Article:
Home Entertainment Movies out today: highs and lows

Movies out today: highs and lows

4 min read

Before I Go to Sleep

Based on the worldwide best-selling novel by S.J. Watson, Before I Go to Sleep is the story of Christine (Nicole Kidman) who wakes up every day with no memory as the result of a traumatic accident in her past. One day, terrifying new truths begin to emerge that make her question everything she thinks she knows about her life – as well as everyone in it, including her doctor and her husband.

Despite being melodramatic and rather implausible, Before I Go to Sleep has enough clever twists to keep you entertained. All I know is that it sounds like the thriller version of 50 First Dates, but mercifully containing 100% less Adam Sandler. With 60% on Rotten Tomatoes, you could do worse this weekend. Like with…


The Giver

Based on the young-adult novel of the same name, The Giver centres on Jonas (Brenton Thwaites), a young man who lives in a seemingly ideal (of course it’s not), if colourless (of course it’s dystopian), world of conformity and contentment. Yet as he begins to spend time with The Giver (Jeff Bridges), who is the sole keeper of all the community’s memories, Jonas quickly begins to discover the dark and deadly truths of his community’s secret past.

With the young-adult-books-turned-movies industry going from strength to strength, The Giver might show that we’ve reached saturation point in the genre. With only 2.5 stars from Kervyn and 33% on Rotten Tomatoes, most of the magic of Lois Lowry’s original book is lost in translation, with focused narrative being left behind in favour of shameless pandering to the perceived target audience, resulting in massive gaps of logic.


Begin Again

College sweethearts Greta (Keira Knightley) and Dave (Adam Levine) are song-writing partners who move to New York after he lands a deal with a major label. When he strays, heartbroken Greta considers moving back home to Britain.Before she leaves, she’s spotted on stage by a down-on-his-luck record producer (Mark Ruffalo) who recognizes her musical talent and opens up an entire world of possibility for both of them.

Despite what sounds like an incredibly saccharine premise, Begin Again is fairing very well with critics. Part comedy, part drama and part musical, it might tend towards the sappy but ultimately doesn’t conform to any tropes, and the music adds enough to the movie to keep it fresh. 82% fresh, to be precise.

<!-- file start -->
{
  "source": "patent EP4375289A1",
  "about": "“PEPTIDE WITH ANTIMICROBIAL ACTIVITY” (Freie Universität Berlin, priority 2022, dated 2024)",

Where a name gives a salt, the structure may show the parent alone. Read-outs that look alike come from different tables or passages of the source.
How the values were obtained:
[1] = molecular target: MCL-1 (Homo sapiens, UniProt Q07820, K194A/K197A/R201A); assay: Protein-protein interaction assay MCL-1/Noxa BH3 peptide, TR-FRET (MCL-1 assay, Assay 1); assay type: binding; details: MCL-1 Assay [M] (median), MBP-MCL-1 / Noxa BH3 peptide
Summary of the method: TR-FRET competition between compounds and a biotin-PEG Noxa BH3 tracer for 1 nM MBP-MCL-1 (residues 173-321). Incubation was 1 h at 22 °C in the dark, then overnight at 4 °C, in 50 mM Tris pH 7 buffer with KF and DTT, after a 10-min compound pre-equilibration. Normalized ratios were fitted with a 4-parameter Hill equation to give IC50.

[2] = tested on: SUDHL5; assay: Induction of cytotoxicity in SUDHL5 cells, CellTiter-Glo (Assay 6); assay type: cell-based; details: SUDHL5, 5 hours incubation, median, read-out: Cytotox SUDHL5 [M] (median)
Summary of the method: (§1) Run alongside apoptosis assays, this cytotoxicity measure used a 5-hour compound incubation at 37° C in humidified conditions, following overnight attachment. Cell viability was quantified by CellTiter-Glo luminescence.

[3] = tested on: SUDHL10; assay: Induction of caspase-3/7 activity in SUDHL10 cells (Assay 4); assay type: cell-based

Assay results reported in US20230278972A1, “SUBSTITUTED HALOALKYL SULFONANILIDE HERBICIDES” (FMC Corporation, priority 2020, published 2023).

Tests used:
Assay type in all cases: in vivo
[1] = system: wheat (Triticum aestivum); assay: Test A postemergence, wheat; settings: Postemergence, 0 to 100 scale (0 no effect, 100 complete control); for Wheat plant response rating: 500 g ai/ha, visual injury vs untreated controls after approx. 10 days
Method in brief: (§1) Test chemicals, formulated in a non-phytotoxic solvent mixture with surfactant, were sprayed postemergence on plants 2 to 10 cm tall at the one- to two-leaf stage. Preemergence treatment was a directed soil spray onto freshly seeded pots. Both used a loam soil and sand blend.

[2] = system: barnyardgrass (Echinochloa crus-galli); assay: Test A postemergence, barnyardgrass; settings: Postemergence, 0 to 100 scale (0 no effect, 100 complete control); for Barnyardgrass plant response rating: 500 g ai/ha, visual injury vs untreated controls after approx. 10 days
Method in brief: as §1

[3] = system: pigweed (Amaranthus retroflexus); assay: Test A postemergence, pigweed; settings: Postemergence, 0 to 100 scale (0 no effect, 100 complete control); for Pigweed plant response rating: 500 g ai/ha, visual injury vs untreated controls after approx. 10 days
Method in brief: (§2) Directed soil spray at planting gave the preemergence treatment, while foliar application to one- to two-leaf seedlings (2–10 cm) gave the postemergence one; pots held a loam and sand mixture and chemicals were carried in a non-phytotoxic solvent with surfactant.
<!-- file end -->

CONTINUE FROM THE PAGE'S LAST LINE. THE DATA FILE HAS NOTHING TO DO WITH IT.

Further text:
Calvary’s Father James is a good priest who is faced with sinister and troubling circumstances brought about by a mysterious member of his parish. Although he continues to comfort his own fragile daughter and reach out to help members of his church with their various scurrilous moral, and sometimes comic, problems, he feels sinister forces closing in, and begins to wonder if he will have the courage to face his own personal Calvary.

Although it doesn’t sound like there’s much comedy in this comedy-drama, and critics admit that the movie is tempered by some dark melancholy, Calvary is currently on 89% on Rotten Tomatoes with some very good reviews. Particularly, Brendan Gleeson’s dominating and maybe even Oscar-worthy performance as Father James.


Let’s Be Cops

When two struggling pals (Damon Wayans and Jake Johnson) dress as police officers for a costume party, they become neighbourhood sensations. But, when these newly-minted “heroes” get tangled in a real life web of mobsters and dirty detectives, they must put their fake badges on the line.

Well, while The Giver might have a bad score but still hold enough appeal for some, I hope that no one goes to watch Let’s Be Cops. It sounds atrocious. Likened to a sketch comedy that was stretched out to two hours, it’s stale, unfunny and most of the jokes are just in bad taste. 20% on Rotten Tomatoes goes to show that this is not the movie to tide you over until 23 Jump Street.


Mr Morgan’s Last Love (Cinema Nouveau)

Matthew Morgan (Michael Caine) is a widowed, world-weary professor living in Paris. The cynical Matthew sees no meaningful future for himself – until he meets Pauline (Clémence Poésy), a free-spirited young dance instructor. The unlikely bond they form ultimately leads them to rediscover the joy that only family and true friendship can offer.

I would expect something starring the great Michael Caine to do better than 30% on Rotten Tomatoes, but sadly Mr Morgan’s Last Love doesn’t manage to go anywhere with its story, instead it is too slow, too dull, and in the end, too disappointing.


Last Updated: September 12, 2014

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